To clear this up, think, for example, of a “chair.” There are three things to consider when considering how Plato might think of a chair: 1. a notation for “chair,” such as the word or a pictographic drawing of a chair, 2. an instance of a chair, the one we bought at Ikea and which is falling apart in our kitchen 3. the idea or meaning or concept or culmination of chair. This 3rd idea, which is the platonic form, is not at all like the scribblings we write on a piece of paper: it’s realer than the actual instance of the thing–and far realer than the notation of it. It’s the culmination, abstraction, and perfection of “chairness,” the chair we get to sit on for all eternity when we die and go to whatever heaven our religion presumes. No mathematician would make the mistake of claiming that our notation for a number is the number, or that our drawing of a circle is an actual circle.
The very meaning of the word notation, which suggests writing something else down, ought to make this clear. What we write down when we write our scores can be seen as a script for a concrete musical performance (like 2 above) or a script to communicate an ideal (like 3). Whether we believe in Platonic forms or not, the notation is always less-fully-realized than any performance or any purported ideal form. In an ontological hierarchy, the notation is still in the cave, while the form is up among the fractals of clouds. It’s a scribbling on the wall of the cave–farther from the real thing than the shadows–not the splendor Plato sees when we leave it and experience the sunlit real world outside.
Why is this mistake so important? It’s because this strawman rejection of Platonism is typical of any number of materialist, reductionist, scientistic doctrines spewed by professors in black shirts who cherish their ability to fully embrace nihilism and are unable to enjoy a good poem.
Here the target, music, is one of the very phenomena which is perfect for arguing the irreducibility of mind, as is done effectively in a chapter devoted to it in Roger Scruton’s Soul of The World (2014), “The Sacred Space of Music”. Music is a category which only exists with reference to mind, and our dedication to it ought to presuppose some respect for the phenomenon in all its resplendent mystery. We might more easily excuse a reductionist chemist, who–after all–studies “objectively existent” tiny things of which our bodies among many other things are composed–for believing that these tiny things are our only reality. But the musician who ought to be concerned about good vibrations (that is, our feelings of pleasure in the mind) rather than vibrations alone (a physical phenomenon), does not.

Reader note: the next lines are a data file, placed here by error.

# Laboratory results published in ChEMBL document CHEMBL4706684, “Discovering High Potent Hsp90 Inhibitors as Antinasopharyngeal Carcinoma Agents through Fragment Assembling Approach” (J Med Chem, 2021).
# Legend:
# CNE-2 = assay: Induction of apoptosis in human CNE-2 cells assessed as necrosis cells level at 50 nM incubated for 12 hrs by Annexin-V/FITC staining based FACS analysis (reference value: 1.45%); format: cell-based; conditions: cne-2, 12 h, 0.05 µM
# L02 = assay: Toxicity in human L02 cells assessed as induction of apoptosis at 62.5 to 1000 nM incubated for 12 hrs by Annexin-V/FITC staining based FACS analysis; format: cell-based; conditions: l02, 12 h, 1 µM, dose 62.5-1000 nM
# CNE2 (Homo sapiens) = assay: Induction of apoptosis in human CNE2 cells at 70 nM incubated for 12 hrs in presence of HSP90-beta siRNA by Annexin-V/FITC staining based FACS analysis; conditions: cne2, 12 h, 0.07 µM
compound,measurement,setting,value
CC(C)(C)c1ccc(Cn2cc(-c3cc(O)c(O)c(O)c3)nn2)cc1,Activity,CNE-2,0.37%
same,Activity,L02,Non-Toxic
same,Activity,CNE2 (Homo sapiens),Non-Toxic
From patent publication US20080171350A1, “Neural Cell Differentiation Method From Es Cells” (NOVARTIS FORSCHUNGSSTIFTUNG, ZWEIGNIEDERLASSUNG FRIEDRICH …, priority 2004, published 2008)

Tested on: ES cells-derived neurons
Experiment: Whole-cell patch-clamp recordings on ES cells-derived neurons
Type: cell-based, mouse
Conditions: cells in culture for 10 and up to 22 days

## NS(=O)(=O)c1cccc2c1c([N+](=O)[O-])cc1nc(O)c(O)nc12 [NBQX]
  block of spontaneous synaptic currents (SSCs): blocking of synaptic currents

The dismissive attitude towards Platonism, based on a complete misreading, is the kind of thing which, these days, so often corrupts the local youth. I’m glad that we don’t punish people for bad philosophy in the enlightened 21st century. Roads is a great writer when he sticks to the facts of the history of music, or its physics. But if you wish to learn about more abstract, deeper matters, you’d better leave your cave and find a real philosopher. Continue to make music, Professor Roads–I think it may have aesthetic merit–and continue to write about sound waves to our hearts’ content: but quit spreading falsehoods in areas of knowledge in which you are a mere neophyte.
Page numbers from the Kindle edition at the day of publishing.